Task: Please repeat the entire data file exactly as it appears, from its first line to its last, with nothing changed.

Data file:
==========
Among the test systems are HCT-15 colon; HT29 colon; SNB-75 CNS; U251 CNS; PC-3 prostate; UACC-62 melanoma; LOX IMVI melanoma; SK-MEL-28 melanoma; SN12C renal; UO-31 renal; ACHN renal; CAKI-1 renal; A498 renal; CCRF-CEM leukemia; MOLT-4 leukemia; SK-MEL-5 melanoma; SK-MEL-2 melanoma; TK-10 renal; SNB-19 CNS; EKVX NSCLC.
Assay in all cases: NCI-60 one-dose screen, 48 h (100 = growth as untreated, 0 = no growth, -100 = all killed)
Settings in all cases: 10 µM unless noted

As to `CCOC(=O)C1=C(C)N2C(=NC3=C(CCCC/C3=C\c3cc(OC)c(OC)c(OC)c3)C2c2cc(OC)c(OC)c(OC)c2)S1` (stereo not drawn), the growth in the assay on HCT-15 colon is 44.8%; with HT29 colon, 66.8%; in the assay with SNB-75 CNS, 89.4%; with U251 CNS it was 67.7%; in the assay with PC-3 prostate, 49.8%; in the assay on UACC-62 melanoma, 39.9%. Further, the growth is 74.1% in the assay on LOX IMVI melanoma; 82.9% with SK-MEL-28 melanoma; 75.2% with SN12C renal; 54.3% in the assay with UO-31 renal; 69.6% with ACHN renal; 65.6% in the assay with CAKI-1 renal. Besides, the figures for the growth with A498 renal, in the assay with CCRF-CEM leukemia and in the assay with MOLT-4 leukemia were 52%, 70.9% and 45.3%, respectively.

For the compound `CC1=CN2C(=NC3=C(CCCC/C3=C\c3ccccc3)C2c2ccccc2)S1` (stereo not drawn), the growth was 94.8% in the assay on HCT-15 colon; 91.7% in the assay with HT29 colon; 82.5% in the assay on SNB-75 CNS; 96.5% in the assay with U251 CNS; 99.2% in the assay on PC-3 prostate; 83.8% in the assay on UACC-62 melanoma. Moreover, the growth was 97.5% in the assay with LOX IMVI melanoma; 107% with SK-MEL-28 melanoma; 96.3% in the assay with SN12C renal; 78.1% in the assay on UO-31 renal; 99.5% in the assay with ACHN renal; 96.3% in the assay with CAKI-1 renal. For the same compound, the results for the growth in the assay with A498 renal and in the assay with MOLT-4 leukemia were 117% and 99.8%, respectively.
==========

Among the test systems are HCT-15 colon; HT29 colon; SNB-75 CNS; U251 CNS; PC-3 prostate; UACC-62 melanoma; LOX IMVI melanoma; SK-MEL-28 melanoma; SN12C renal; UO-31 renal; ACHN renal; CAKI-1 renal; A498 renal; CCRF-CEM leukemia; MOLT-4 leukemia; SK-MEL-5 melanoma; SK-MEL-2 melanoma; TK-10 renal; SNB-19 CNS; EKVX NSCLC.
Assay in all cases: NCI-60 one-dose screen, 48 h (100 = growth as untreated, 0 = no growth, -100 = all killed)
Settings in all cases: 10 µM unless noted

As to `CCOC(=O)C1=C(C)N2C(=NC3=C(CCCC/C3=C\c3cc(OC)c(OC)c(OC)c3)C2c2cc(OC)c(OC)c(OC)c2)S1` (stereo not drawn), the growth in the assay on HCT-15 colon is 44.8%; with HT29 colon, 66.8%; in the assay with SNB-75 CNS, 89.4%; with U251 CNS it was 67.7%; in the assay with PC-3 prostate, 49.8%; in the assay on UACC-62 melanoma, 39.9%. Further, the growth is 74.1% in the assay on LOX IMVI melanoma; 82.9% with SK-MEL-28 melanoma; 75.2% with SN12C renal; 54.3% in the assay with UO-31 renal; 69.6% with ACHN renal; 65.6% in the assay with CAKI-1 renal. Besides, the figures for the growth with A498 renal, in the assay with CCRF-CEM leukemia and in the assay with MOLT-4 leukemia were 52%, 70.9% and 45.3%, respectively.

For the compound `CC1=CN2C(=NC3=C(CCCC/C3=C\c3ccccc3)C2c2ccccc2)S1` (stereo not drawn), the growth was 94.8% in the assay on HCT-15 colon; 91.7% in the assay with HT29 colon; 82.5% in the assay on SNB-75 CNS; 96.5% in the assay with U251 CNS; 99.2% in the assay on PC-3 prostate; 83.8% in the assay on UACC-62 melanoma. Moreover, the growth was 97.5% in the assay with LOX IMVI melanoma; 107% with SK-MEL-28 melanoma; 96.3% in the assay with SN12C renal; 78.1% in the assay on UO-31 renal; 99.5% in the assay with ACHN renal; 96.3% in the assay with CAKI-1 renal. For the same compound, the results for the growth in the assay with A498 renal and in the assay with MOLT-4 leukemia were 117% and 99.8%, respectively.